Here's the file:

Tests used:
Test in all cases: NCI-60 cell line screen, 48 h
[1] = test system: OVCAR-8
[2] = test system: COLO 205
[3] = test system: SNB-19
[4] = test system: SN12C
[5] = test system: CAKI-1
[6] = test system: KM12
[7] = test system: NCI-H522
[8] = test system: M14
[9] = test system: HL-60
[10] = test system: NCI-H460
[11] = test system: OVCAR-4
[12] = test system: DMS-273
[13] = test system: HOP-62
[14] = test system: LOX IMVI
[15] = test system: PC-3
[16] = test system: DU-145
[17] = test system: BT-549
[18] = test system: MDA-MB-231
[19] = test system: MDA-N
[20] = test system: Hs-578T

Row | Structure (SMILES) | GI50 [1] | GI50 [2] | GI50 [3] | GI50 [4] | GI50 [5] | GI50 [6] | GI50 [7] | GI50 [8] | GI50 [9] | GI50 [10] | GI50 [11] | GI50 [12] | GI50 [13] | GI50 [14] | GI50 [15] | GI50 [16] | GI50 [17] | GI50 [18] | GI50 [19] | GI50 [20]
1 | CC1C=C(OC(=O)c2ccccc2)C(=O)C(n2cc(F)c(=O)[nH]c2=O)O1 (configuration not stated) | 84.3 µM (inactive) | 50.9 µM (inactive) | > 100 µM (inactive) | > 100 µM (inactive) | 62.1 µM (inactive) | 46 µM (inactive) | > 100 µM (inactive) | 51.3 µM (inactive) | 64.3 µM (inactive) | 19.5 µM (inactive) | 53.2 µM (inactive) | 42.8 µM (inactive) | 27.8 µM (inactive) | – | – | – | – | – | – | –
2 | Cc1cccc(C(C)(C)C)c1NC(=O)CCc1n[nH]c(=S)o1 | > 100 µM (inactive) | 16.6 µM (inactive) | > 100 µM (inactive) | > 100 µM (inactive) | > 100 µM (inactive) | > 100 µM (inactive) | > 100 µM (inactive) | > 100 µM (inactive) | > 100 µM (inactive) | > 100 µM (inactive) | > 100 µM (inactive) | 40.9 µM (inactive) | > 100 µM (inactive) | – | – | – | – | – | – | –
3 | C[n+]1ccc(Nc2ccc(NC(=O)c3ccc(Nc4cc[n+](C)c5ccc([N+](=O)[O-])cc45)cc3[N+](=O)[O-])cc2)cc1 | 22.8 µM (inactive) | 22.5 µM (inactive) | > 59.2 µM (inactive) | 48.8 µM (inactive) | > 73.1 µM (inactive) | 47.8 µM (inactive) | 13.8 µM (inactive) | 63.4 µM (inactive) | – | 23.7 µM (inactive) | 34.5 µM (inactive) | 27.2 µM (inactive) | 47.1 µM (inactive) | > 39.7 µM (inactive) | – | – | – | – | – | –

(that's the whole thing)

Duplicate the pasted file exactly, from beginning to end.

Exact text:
Tests used:
Test in all cases: NCI-60 cell line screen, 48 h
[1] = test system: OVCAR-8
[2] = test system: COLO 205
[3] = test system: SNB-19
[4] = test system: SN12C
[5] = test system: CAKI-1
[6] = test system: KM12
[7] = test system: NCI-H522
[8] = test system: M14
[9] = test system: HL-60
[10] = test system: NCI-H460
[11] = test system: OVCAR-4
[12] = test system: DMS-273
[13] = test system: HOP-62
[14] = test system: LOX IMVI
[15] = test system: PC-3
[16] = test system: DU-145
[17] = test system: BT-549
[18] = test system: MDA-MB-231
[19] = test system: MDA-N
[20] = test system: Hs-578T

Row | Structure (SMILES) | GI50 [1] | GI50 [2] | GI50 [3] | GI50 [4] | GI50 [5] | GI50 [6] | GI50 [7] | GI50 [8] | GI50 [9] | GI50 [10] | GI50 [11] | GI50 [12] | GI50 [13] | GI50 [14] | GI50 [15] | GI50 [16] | GI50 [17] | GI50 [18] | GI50 [19] | GI50 [20]
1 | CC1C=C(OC(=O)c2ccccc2)C(=O)C(n2cc(F)c(=O)[nH]c2=O)O1 (configuration not stated) | 84.3 µM (inactive) | 50.9 µM (inactive) | > 100 µM (inactive) | > 100 µM (inactive) | 62.1 µM (inactive) | 46 µM (inactive) | > 100 µM (inactive) | 51.3 µM (inactive) | 64.3 µM (inactive) | 19.5 µM (inactive) | 53.2 µM (inactive) | 42.8 µM (inactive) | 27.8 µM (inactive) | – | – | – | – | – | – | –
2 | Cc1cccc(C(C)(C)C)c1NC(=O)CCc1n[nH]c(=S)o1 | > 100 µM (inactive) | 16.6 µM (inactive) | > 100 µM (inactive) | > 100 µM (inactive) | > 100 µM (inactive) | > 100 µM (inactive) | > 100 µM (inactive) | > 100 µM (inactive) | > 100 µM (inactive) | > 100 µM (inactive) | > 100 µM (inactive) | 40.9 µM (inactive) | > 100 µM (inactive) | – | – | – | – | – | – | –
3 | C[n+]1ccc(Nc2ccc(NC(=O)c3ccc(Nc4cc[n+](C)c5ccc([N+](=O)[O-])cc45)cc3[N+](=O)[O-])cc2)cc1 | 22.8 µM (inactive) | 22.5 µM (inactive) | > 59.2 µM (inactive) | 48.8 µM (inactive) | > 73.1 µM (inactive) | 47.8 µM (inactive) | 13.8 µM (inactive) | 63.4 µM (inactive) | – | 23.7 µM (inactive) | 34.5 µM (inactive) | 27.2 µM (inactive) | 47.1 µM (inactive) | > 39.7 µM (inactive) | – | – | – | – | – | –